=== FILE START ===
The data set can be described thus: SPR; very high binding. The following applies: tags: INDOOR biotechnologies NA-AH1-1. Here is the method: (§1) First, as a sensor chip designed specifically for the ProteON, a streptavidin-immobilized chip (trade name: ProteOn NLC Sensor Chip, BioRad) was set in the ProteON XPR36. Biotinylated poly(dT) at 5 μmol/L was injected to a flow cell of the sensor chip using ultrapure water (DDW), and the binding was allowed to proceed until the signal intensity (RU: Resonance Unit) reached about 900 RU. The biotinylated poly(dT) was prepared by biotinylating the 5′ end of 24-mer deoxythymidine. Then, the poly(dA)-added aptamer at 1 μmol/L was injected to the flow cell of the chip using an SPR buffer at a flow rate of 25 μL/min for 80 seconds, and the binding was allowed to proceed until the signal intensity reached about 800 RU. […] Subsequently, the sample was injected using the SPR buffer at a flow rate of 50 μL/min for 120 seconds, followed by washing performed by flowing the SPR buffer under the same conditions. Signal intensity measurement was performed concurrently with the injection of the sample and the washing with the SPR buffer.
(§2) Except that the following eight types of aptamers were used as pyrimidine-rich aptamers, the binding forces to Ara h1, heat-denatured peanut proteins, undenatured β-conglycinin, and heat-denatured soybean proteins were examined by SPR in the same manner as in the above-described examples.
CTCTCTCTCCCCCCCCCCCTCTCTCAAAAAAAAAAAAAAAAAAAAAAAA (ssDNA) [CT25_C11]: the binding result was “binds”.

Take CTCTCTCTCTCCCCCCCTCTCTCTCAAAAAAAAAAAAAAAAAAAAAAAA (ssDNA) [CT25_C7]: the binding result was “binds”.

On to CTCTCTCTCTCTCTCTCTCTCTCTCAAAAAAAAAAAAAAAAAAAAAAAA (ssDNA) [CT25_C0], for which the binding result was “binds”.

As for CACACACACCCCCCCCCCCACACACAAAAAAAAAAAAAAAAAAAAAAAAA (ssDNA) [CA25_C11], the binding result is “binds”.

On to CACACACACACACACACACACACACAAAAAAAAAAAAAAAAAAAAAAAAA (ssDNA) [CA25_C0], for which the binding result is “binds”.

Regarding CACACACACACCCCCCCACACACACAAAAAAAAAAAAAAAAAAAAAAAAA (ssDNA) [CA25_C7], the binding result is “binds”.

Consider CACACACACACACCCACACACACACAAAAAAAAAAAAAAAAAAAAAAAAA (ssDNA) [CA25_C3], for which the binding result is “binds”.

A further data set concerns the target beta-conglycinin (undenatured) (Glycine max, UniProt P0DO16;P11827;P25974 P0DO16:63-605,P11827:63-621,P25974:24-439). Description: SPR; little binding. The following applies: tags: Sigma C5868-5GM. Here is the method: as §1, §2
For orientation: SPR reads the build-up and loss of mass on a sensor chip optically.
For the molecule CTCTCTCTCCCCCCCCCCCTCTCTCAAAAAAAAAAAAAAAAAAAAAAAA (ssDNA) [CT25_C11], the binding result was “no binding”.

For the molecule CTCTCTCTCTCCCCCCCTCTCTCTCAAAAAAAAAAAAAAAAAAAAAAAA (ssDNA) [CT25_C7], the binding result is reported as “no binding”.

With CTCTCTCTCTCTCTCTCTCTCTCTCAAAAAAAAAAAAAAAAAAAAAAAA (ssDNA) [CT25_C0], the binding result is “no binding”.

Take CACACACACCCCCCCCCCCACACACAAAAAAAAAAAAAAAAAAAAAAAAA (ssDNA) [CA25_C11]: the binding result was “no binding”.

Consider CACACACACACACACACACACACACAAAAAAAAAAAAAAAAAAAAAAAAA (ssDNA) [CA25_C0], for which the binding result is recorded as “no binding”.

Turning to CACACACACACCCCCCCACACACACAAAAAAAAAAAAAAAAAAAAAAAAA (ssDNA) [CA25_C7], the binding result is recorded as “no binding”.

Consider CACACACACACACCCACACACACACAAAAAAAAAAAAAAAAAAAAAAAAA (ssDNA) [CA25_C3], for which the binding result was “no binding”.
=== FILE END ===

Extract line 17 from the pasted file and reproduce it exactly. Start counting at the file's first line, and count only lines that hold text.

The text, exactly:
Turning to CACACACACACCCCCCCACACACACAAAAAAAAAAAAAAAAAAAAAAAAA (ssDNA) [CA25_C7], the binding result is recorded as “no binding”.